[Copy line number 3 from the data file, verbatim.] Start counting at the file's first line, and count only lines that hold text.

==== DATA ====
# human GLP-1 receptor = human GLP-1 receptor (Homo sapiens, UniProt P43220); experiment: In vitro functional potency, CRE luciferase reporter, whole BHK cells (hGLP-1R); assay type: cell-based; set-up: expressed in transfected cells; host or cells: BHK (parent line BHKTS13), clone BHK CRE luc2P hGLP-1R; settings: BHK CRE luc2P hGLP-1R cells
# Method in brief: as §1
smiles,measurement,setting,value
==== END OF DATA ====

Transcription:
smiles,measurement,setting,value